Brussels, 08 Jul 2004
Peat bogs around the world are releasing huge amounts of carbon dioxide (CO2) into the atmosphere, and the process could be feeding off itself, creating a snowball effect, a researcher in the UK has warned.
Peat bogs contain a huge quantity of organic carbon, with some estimating that the bogs of Europe, Siberia and North America together hold the equivalent of 70 years worth of global industrial CO2 emissions. The fear is that these bogs are releasing more and more of their carbon into rivers in the form of dissolved organic carbon (DOC).
The man who carried out the research, Dr Chris Freeman from the University of Wales at Bangor, UK, says: 'The world's peatland stores of carbon are emptying at an alarming rate. It's a vicious circle. The problem gets worse and worse, faster and faster.'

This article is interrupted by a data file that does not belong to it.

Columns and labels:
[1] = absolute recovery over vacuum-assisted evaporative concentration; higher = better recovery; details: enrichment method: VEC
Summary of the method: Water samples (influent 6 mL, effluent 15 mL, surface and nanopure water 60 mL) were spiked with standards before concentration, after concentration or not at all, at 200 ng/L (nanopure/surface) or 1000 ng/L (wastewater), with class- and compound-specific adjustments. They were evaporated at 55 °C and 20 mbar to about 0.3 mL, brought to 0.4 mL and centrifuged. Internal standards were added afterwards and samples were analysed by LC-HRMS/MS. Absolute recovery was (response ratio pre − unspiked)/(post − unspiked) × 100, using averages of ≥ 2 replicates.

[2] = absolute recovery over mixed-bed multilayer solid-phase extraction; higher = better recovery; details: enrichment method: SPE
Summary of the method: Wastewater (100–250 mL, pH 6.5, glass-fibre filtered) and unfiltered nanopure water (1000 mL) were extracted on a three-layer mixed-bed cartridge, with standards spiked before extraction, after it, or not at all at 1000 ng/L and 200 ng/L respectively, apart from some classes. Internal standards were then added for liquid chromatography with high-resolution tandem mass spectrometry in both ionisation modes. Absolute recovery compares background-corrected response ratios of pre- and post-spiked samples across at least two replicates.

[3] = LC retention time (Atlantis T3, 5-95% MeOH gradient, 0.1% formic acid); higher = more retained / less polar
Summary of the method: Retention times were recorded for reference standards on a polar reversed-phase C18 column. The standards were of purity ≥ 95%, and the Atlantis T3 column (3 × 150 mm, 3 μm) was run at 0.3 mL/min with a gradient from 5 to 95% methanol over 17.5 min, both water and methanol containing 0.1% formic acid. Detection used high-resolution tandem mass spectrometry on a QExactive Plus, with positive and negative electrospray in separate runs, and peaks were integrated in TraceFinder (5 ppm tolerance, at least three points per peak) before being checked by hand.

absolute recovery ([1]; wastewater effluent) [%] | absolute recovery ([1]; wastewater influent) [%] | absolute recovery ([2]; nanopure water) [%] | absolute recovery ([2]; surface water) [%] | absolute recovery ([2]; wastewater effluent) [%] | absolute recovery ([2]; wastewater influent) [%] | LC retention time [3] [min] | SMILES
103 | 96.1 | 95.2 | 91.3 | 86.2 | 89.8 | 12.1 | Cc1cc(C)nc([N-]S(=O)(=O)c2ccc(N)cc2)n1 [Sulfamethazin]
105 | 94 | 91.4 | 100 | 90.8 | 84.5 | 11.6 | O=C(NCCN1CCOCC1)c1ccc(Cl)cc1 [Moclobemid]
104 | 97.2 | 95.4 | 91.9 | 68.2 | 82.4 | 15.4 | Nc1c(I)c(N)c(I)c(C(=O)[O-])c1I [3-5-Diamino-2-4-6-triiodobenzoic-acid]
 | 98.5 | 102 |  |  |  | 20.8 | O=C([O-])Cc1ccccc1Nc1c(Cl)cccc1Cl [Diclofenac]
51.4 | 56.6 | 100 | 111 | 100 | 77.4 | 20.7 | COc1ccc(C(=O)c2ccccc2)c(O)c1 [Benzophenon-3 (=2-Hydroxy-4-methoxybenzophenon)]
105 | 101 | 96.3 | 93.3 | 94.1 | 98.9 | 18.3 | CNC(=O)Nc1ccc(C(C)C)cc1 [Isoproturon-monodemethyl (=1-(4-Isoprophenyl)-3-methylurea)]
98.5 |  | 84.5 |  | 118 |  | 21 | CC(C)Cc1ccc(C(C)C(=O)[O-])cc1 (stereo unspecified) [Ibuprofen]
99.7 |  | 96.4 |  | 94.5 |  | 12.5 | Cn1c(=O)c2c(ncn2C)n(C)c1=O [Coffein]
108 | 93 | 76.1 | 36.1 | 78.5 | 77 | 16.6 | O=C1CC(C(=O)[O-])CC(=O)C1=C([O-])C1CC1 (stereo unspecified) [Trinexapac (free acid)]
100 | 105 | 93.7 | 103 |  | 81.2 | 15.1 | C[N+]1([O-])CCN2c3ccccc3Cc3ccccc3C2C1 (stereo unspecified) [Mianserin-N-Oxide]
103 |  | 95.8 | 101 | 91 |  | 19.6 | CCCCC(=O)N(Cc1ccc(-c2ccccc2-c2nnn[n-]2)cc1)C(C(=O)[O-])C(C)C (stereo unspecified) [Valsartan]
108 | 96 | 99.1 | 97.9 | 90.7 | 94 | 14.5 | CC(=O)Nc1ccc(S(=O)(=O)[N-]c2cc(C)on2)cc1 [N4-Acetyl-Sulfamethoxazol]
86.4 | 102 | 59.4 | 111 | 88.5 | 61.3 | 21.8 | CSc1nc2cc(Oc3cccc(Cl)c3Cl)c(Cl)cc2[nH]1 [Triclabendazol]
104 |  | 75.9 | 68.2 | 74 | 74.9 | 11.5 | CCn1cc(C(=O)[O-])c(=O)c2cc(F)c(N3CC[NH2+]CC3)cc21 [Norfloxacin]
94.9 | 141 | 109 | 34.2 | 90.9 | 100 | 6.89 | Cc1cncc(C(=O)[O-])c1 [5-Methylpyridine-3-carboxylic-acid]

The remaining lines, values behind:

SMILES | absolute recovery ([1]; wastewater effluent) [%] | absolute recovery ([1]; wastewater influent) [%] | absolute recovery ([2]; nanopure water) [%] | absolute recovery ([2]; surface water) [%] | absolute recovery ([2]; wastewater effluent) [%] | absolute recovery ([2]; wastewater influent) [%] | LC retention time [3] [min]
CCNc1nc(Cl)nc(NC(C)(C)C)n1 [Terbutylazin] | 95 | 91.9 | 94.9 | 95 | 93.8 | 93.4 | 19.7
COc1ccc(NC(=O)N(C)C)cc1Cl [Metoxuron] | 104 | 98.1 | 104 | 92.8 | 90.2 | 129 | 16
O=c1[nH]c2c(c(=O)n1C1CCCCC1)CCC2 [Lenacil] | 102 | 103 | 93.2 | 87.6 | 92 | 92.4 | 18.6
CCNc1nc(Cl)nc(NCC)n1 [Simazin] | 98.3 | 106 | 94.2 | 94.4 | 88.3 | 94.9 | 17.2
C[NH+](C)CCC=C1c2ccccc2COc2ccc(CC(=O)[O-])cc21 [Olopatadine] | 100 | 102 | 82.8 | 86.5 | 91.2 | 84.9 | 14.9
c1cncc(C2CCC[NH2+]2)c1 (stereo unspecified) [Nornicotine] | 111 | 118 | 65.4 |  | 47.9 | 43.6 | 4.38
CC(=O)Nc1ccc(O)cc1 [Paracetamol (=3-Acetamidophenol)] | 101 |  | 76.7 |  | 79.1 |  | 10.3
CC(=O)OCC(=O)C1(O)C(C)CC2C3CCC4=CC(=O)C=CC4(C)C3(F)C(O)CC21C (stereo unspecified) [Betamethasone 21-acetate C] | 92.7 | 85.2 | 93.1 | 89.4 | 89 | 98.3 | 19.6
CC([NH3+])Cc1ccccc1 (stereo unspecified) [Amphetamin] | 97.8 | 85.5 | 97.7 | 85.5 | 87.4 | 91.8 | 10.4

Levels of DOC in rivers have been on the rise for as long as 40 years, and current figures put the annual rate of increase at around 6 per cent. The crucial question is: why are peat bogs releasing their stores of carbon? Dr Freeman's belief is that increased levels of carbon dioxide in the atmosphere could be the cause.
Originally testing another theory, Dr Freeman grew plants on peatland soil under enclosed glass domes, some of which contained normal air and others with a CO2 rich atmosphere. He observed that those plants growing in the CO2 rich domes were absorbing much larger amounts of CO2, which in turn were released into the soil. Once there, it feeds bacteria which break down the soil and release the stored carbon into rivers, where further bacteria can convert the DOC into CO2 that bubbles into the atmosphere.
After three years, the amount of DOC in the soil of the CO2 rich domes was 10 times higher than in the normal air domes. 'This shows that even without global warming, rising CO2 can damage our environment. The peat bogs are going into solution,' said Dr Freeman.
'On these trends, by the middle of the century, DOC emissions from peat bogs and rivers could be as big a source of CO2 to the atmosphere as burning fossil fuels,' he concluded.